“One of our primary goals for the study was to set up the logistics and infrastructure to perform clinical sequencing—to take it from a research tool to something that we can actually do for our patients,” said Will Parsons, M.D., co-director of the Cancer Genetics and Genomics Program at Texas Children’s Cancer and Hematology Centers and co-principal investigator of the BASIC3 study. “This includes everything from how we’re going to obtain informed consent from families and explain the risks and benefits of genomic testing, to how to explain the test results to oncologists, patients and families, to how to write genomic test reports—all the practical steps, from start to finish, of performing sequencing as a clinical test.”
In addition to also looking at the utility of these tests in the clinical setting and how the information can be applied to both diagnostics and therapeutics for patients and their families, the study has engaged a team of ethicists and social scientists to work with the oncologists, parents and patients to evaluate their experience and preferences for the testing process.
“Both the oncologists and families are providing feedback regarding important issues related to genomic testing, such as how we’re explaining the results to them, what kind of things they want to learn and whether or not they are bothered by any of the other types of results one can get when doing this scale of testing,” said Parsons. “Both groups are longitudinally surveyed and interviewed so that we can gain a better understanding of how we can best interact with our patients and their families and provide the most useful information possible.”
Ultimately, studies like these allow institutions to begin initiating prospective clinical trials using these genomic tests, a necessary next step towards evaluating the impact of personalized medicine approaches and developing therapeutics.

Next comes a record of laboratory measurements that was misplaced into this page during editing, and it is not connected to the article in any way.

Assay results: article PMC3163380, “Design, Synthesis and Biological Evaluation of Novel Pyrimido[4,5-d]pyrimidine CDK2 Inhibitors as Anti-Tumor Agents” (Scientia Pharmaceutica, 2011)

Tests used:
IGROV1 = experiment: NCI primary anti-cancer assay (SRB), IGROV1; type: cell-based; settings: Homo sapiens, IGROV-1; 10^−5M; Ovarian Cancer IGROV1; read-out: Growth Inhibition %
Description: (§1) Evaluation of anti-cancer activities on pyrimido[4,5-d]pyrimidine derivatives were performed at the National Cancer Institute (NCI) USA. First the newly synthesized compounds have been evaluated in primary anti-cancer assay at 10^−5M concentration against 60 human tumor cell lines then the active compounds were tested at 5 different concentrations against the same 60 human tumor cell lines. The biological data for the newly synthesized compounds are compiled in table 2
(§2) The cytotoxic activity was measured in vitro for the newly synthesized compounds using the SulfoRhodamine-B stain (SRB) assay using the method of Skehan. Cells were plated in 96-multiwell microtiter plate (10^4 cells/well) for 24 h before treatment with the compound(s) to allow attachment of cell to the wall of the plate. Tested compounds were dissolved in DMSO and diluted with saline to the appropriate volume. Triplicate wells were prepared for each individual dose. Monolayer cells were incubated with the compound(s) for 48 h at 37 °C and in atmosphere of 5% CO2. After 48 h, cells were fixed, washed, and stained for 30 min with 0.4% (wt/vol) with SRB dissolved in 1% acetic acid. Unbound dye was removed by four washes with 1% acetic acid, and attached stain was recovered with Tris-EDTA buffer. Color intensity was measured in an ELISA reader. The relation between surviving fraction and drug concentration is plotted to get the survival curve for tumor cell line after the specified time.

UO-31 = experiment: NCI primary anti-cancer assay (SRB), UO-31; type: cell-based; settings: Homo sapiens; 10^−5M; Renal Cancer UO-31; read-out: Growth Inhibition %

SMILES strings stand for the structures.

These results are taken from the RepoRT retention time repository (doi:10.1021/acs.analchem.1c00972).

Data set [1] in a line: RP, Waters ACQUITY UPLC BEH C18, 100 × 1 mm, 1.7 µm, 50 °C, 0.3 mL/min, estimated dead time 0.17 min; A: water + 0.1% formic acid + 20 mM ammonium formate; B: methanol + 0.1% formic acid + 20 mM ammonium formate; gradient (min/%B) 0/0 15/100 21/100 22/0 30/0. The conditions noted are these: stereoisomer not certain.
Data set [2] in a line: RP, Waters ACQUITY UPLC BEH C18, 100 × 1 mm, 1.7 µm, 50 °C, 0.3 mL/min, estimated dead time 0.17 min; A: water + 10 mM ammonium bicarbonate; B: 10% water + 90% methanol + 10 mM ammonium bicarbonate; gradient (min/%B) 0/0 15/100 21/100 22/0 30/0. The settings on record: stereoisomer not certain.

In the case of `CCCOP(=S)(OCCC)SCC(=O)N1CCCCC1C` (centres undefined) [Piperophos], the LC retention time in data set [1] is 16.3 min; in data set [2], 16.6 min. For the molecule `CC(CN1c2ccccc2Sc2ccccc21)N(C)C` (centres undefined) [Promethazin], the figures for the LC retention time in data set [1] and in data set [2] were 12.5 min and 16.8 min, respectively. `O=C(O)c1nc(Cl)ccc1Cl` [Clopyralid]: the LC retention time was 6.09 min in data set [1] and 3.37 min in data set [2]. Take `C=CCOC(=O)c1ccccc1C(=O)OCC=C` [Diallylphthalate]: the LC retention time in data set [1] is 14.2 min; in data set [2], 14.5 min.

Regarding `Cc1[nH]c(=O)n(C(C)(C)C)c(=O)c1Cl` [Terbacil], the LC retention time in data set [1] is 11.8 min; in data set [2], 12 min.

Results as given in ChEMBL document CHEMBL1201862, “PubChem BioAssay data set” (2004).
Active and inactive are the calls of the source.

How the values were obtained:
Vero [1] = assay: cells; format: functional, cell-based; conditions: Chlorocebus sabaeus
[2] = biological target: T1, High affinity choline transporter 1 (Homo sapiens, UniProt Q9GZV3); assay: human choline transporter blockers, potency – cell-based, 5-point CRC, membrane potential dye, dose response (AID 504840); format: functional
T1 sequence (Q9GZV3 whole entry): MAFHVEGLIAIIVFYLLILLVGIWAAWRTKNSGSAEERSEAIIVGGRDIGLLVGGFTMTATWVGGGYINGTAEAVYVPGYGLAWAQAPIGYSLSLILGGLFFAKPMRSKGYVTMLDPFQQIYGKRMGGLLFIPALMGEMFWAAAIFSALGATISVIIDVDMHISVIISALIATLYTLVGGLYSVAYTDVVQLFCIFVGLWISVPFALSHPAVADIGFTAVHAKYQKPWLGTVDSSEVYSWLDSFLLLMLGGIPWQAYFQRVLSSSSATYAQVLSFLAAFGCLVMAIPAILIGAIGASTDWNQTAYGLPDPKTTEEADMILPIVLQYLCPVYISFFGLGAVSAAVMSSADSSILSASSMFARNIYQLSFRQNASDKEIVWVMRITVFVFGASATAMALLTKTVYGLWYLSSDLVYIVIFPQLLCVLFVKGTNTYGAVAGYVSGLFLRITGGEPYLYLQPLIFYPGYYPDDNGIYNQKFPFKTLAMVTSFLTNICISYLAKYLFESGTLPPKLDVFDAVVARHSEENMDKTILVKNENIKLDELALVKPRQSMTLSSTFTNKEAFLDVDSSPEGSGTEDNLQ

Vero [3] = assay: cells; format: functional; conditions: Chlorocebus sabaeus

Unlike single-gene pediatric disorders and cancer, however, the argument for genetic testing for adult familial diseases (think cardiovascular, neurodegenerative or metabolic) has yet to catch on in the clinical world. The fact that these diseases run in families indicates that there is a clear genetic component, but because the majority of these conditions are caused by something more complex than a single-gene mutation, the challenge is determining all the genetic risk factors and other causative elements that contribute to these “traits,” or put more appropriately, predispositions for developing the conditions.
“We’re kind of at a threshold moment right now,” said Gibbs. “If you look at the value of a genomic test for a particular class of adult disorders at this time, one could argue that its value and immediate clinical impact is minimal. But, if you sequence the whole person and the whole family and you add up the value you’d get for examining any potential adult conditions, plus the value you’d get for prediction of any possible childhood problems, then in aggregate you could easily justify the test.”
The problem, explained Gibbs, is that the structure of medical care is currently centered on acute treatment rather than evaluation of whole family health as a predictor for disease. Nevertheless, he believes the universal benefit of genetic data will become apparent soon enough.